Shared Action Learning

The goal of this project is to assist the Maitland Garden Village community in redeveloping Perseverance Park by proposing a plan for the design, implementation, and sustainability of the park.  This goal is impossible to achieve without working hand-in-hand with the members of Maitland Garden Village and the City of Cape Town Parks Department through Shared Action Learning. In order to begin park redevelopment, it is necessary to learn and understand the “social, cultural, and ecological context” in which the project is taking place. To do this, we have spent ample time with members of the community, attending Village Day in celebration of the 92nd birthday of the village and speaking to many members of the community in regards to the initial state of the park in order to understand the role it plays in the community. The most rewarding aspect of understanding the cultural context is spending time with our co-researchers. Throughout the project we have walked through the village with them, hearing about their stories growing up in Garden Village and meeting their friends and family. They shared with us their interests as we shared about what we are studying as engineering students. Understanding context of the project also extends to meeting with members of the City Parks Department. Meeting with them every week has allowed us to gain an understanding of how the park redevelopment process in Cape Town works, applying it to the redevelopment of Perseverance Park alongside community involvement.


Throughout the process of gaining an understanding of the “social, cultural, and ecological context” we have entered the next phase of Shared Action Learning, “connect”. Connecting with our teammates, the MGV community, and City Parks officials has made the project more successful. It has allowed everyone to feel comfortable with one another in confidently sharing our own ideas. It has opened the door for an influx input from multiple points of view, stemming from community concerns, the Parks Department development process, and our research on Early Childhood Development and natural park design.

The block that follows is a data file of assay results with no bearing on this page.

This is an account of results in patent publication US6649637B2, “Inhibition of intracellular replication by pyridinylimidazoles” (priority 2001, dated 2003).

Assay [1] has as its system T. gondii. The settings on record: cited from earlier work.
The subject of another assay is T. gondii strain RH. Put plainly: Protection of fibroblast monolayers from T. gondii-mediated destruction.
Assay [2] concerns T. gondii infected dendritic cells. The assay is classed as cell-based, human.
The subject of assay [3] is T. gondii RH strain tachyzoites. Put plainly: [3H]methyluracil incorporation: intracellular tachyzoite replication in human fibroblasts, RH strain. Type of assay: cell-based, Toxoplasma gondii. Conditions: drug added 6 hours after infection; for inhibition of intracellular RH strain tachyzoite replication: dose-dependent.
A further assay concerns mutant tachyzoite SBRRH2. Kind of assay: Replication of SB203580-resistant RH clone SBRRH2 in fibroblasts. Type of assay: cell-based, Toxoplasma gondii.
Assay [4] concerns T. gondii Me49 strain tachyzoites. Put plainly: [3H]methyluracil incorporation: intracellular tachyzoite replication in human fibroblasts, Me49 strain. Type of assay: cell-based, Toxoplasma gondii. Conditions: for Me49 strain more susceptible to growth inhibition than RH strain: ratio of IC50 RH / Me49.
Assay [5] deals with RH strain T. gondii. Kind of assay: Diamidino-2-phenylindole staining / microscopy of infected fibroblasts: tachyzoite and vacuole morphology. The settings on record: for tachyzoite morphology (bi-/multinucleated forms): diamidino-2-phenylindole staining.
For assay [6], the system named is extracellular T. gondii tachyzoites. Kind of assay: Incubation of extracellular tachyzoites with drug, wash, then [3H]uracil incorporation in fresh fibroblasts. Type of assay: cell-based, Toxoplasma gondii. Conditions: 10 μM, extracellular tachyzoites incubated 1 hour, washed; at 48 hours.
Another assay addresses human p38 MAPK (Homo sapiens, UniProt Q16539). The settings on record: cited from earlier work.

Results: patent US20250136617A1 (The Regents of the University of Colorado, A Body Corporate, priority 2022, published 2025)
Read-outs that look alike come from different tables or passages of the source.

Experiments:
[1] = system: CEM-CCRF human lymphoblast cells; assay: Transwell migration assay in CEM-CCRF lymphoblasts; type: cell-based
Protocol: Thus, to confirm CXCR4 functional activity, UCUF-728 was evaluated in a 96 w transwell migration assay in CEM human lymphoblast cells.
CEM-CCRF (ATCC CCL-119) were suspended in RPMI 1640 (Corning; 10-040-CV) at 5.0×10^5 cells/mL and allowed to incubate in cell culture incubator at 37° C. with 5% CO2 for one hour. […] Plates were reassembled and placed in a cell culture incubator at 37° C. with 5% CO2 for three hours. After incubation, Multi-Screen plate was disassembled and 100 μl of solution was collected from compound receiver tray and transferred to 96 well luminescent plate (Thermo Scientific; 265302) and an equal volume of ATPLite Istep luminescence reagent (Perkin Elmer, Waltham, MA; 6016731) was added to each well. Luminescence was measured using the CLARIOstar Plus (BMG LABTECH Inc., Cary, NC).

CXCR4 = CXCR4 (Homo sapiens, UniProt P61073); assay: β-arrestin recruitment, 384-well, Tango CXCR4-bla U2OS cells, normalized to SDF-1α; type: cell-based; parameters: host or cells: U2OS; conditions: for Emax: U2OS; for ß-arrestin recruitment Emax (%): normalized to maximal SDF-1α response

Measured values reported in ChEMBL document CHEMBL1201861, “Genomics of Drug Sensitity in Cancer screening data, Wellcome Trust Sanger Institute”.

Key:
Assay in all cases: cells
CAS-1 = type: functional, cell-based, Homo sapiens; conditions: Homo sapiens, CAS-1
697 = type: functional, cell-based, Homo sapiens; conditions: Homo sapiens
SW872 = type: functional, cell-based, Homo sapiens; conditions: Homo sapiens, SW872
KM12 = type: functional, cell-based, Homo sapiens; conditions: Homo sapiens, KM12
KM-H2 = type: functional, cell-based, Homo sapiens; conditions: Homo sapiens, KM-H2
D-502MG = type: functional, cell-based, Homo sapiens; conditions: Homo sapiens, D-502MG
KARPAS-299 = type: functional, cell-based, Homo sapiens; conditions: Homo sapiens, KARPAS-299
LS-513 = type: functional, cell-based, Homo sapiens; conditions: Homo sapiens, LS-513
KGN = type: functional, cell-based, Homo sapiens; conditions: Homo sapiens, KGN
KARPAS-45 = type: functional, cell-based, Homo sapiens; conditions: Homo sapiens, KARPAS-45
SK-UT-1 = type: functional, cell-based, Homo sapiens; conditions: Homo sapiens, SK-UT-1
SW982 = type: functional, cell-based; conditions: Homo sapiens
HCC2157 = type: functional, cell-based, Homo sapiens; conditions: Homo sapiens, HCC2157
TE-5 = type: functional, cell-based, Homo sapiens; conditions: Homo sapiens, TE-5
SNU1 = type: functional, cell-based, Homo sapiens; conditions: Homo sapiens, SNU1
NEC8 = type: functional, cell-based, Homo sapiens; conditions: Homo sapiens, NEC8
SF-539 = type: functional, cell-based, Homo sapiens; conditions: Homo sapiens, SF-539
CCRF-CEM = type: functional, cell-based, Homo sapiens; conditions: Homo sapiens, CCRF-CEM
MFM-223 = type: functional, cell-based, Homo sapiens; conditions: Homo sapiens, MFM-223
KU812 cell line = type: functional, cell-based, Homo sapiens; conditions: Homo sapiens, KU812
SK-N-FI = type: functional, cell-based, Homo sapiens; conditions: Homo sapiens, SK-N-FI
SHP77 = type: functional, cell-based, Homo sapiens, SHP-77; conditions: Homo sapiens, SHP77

The next step in Shared Action Learning is “planning”. Planning is where understanding context and connection come together in forming plans that the redevelopment team think will be successful and welcomed by the community. Planning involves thinking about community concerns and park redevelopment in various ways with our co-researchers and park team. It is certain that the plans developed during the preparation term have evolved once implemented during fieldwork. Thinking and forming plans with the community and stakeholders is the best way to look at problems in different lights in the case that something does not go as previously planned.

Together, we then implement our plans to make a meaningful impact on the Maitland Garden Village community through the “act” portion of Shared Action Learning. This involves actively engaging the community in preparing a park design and implementation plan that is widely accepted by both the community and Parks Department. Taking action will continue once we leave Cape Town and placed fully in the hands of community members to carry out implementation and work with the Parks Department to address any concerns as they arise. One of the more difficult aspects of Shared Action Learning is “observing” how others respond to our proposed plan as the term comes to an end. The manner in which the community and Parks Department receives our ideas will give us a good idea on whether or not we need to reevaluate our ideas and approach. A safety analysis conducted in the future will be another way to observe whether or not our plans are in check with government standards. With “observing” comes “reporting”, which we have done by utilizing our project website. This website allows us to keep the MGV community and stakeholders informed on progress as new plans are developed. Photos and electronic visuals are shared with the public and are a great way to report our process of the redevelopment of Perseverance Park.

The final part of Shared Action Learning is to “reflect, share, and learn”, something that can take place between team members, the community, and within each individual. Throughout the redevelopment process, we can reflect upon both the positive and discouraging experiences that have led us to begin the cycle of Shared Action Learning yet again. The continuous process of Shared Action Learning steers project implementation in the right direction, as our team, the community, and stakeholders learn together each step of the way.